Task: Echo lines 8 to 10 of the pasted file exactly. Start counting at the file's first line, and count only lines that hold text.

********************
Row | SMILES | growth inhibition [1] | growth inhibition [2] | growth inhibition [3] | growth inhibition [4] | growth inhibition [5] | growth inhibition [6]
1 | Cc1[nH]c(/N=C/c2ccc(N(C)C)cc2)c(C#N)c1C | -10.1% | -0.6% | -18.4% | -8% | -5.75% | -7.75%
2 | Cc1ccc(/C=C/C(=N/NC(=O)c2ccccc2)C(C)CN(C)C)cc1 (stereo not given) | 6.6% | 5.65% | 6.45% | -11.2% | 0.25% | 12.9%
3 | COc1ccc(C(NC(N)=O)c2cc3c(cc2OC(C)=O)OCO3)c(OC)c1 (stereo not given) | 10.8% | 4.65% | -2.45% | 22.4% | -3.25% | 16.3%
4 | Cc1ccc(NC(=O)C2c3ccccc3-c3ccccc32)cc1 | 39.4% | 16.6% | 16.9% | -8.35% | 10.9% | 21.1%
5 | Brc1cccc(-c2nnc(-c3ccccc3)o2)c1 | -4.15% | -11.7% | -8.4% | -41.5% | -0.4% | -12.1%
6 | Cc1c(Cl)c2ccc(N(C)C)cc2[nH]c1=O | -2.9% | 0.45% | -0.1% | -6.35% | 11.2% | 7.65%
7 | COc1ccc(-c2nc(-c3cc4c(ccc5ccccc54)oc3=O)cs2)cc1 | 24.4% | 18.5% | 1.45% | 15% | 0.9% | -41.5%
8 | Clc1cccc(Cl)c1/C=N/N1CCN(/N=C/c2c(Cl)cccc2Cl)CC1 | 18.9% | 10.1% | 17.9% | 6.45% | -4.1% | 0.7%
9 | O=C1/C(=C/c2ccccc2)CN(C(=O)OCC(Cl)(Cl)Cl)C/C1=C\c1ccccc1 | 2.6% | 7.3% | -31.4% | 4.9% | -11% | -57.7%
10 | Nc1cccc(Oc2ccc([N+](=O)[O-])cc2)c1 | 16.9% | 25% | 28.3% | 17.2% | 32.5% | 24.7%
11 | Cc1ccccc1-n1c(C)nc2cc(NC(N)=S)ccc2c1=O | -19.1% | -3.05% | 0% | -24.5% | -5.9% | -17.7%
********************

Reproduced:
7 | COc1ccc(-c2nc(-c3cc4c(ccc5ccccc54)oc3=O)cs2)cc1 | 24.4% | 18.5% | 1.45% | 15% | 0.9% | -41.5%
8 | Clc1cccc(Cl)c1/C=N/N1CCN(/N=C/c2c(Cl)cccc2Cl)CC1 | 18.9% | 10.1% | 17.9% | 6.45% | -4.1% | 0.7%
9 | O=C1/C(=C/c2ccccc2)CN(C(=O)OCC(Cl)(Cl)Cl)C/C1=C\c1ccccc1 | 2.6% | 7.3% | -31.4% | 4.9% | -11% | -57.7%